We have a scenario in which we publish a request to the broker. A C client then picks up that request for processing. the request can take up to 3 hours to process. In our publishing service we want to wait for a reply. The problem is, we don’t want to set the timeout of the reply to 3 hours. We want the option to send a warning email every 5 minutes.
As I understand it, as soon as I call reply, the service will block for the specified timeout in the publishAndWait step. Once the timeout expires, the request is abandoned. My problem is, what happens if the C client receives the document, and the request service times out before the C client has time to process and reply? We don’t want the scenario of processing the same request twice.
Any help would be greatly appreciated.
A question for you Paul.
Say, if the client takes more time to process, would you want your application to wait longer?
Where would you run code to publish and wait? in Java or in IS/Adapter?
Request/reply really isn’t intended for this sort of usage. Request/reply is a technique used to simulate synchronous communication over a pub/sub (async) infrastructure. What you’ve described seems more like a long-running process to be addressed using other techniques rather than request/reply.
There are a number of ways you could do this. One would be to use Modeler to model the process. The current “requester” would be changed to simply publish the event that kicks off the processing. Then it logically waits for a “done” event to be published by your “C client.” That is, it isn’t waiting in a publishAndWait step. It maintains state (if needed) of the work it has been handed out (using correlation and process instance IDs). You could have it send e-mails or do anything else while it waits for the result.
Have a look at the “Getting Started with webMethods Business Process Management 6.1. and 6.1.5” document. It can be downloaded from Advantage if you don’t already have it. The sections starting on pages 22 and 109 probably apply best to the scenario you described.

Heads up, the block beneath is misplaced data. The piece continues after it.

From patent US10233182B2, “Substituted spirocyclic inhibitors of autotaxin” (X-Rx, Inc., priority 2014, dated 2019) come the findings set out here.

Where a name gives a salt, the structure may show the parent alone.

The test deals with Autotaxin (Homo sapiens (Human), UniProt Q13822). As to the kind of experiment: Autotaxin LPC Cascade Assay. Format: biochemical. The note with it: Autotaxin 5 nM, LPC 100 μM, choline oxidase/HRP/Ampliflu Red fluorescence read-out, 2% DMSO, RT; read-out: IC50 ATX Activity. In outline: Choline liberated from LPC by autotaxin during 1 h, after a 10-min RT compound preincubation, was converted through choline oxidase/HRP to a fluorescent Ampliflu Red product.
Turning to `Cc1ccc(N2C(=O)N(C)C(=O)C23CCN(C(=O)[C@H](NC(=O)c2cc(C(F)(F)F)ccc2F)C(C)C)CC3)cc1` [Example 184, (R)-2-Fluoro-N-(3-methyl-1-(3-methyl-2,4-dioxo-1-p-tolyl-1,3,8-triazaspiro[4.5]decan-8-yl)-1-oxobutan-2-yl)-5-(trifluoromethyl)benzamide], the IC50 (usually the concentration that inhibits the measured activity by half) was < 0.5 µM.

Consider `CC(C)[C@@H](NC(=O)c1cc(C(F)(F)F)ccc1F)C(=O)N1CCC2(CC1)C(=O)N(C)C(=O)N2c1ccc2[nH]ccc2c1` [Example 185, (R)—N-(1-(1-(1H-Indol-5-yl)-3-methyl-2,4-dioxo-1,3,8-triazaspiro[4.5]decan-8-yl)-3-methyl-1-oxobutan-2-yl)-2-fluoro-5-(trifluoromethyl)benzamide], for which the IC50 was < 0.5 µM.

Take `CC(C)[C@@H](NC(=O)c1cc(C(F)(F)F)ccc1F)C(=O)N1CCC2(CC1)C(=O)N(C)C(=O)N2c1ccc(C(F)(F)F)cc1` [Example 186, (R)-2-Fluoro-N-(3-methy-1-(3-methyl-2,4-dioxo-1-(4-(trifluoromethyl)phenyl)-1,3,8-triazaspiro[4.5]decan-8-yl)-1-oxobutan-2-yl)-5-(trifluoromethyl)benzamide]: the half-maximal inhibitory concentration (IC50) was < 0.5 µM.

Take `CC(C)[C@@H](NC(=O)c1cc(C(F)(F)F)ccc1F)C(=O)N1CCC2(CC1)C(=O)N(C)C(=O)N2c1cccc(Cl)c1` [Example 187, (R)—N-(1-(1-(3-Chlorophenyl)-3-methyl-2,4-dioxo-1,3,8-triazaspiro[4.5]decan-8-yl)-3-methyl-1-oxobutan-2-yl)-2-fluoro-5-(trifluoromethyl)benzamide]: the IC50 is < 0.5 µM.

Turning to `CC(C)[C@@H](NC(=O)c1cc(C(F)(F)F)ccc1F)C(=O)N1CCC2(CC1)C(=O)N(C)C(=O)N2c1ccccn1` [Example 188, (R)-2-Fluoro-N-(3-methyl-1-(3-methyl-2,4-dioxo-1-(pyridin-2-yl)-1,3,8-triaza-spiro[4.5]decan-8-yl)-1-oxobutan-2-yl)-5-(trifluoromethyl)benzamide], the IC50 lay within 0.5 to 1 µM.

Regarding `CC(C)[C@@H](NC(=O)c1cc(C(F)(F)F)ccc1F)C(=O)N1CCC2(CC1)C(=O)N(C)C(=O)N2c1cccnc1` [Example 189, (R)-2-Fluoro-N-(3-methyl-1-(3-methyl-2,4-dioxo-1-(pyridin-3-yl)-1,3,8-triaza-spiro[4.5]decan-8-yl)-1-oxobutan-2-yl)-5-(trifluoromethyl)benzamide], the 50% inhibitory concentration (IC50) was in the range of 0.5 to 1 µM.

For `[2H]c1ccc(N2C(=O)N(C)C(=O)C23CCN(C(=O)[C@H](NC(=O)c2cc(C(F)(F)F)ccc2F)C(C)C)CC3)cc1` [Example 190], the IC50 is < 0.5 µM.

You may have requirements that will not let you do this, but I would not block and wait within an IS service flow for 3 hours if I didn’t have too. I would consider making this an asynch call and allow the C client to respond back via a simple publish when it is done. You may need to split up your flow logic into multiple services to do this. Kind of an asynch callback pattern. You may even need some sort of correlation id if the transaction needs to be associated with something else. I think this would end up being more reliable than a very long running block and wait.
As far as the email goes, that sounds like monitoring to me. I would generally suggest monitoring outside of the system that is being monitored. Many ways to do that… simple shell script to look for a file status, or database flag etc. It can then send alerts based upon your rules. Then if the IS server fails or the C client, your monitoring and alerting will not.
Last thought is if you have the process modeler and workflow, it is kind of made for this kind of stuff.
If you still need to do what you originally ask for you could I guess, set the timeout high and then start a background java thread within the flow service(before the publish step) that would be in charge of sending an email every 5 minutes. You would have to name and keep track of the thread so you could stop it once the reply comes back.
Thanks for all the replies. We have decided to go with the following:
Our is service will call publishAndWait. As suggested above, we will have an external process (scheduled task) to monitor the queue that the “c client” reads from. We decided not to go with process models (tried this as a first solution) as the overhead associated seems to be way too great (0.8 seconds with model, 0.2 without).
Thanks again for all your help, I would be happy to answer questions if anyone has them.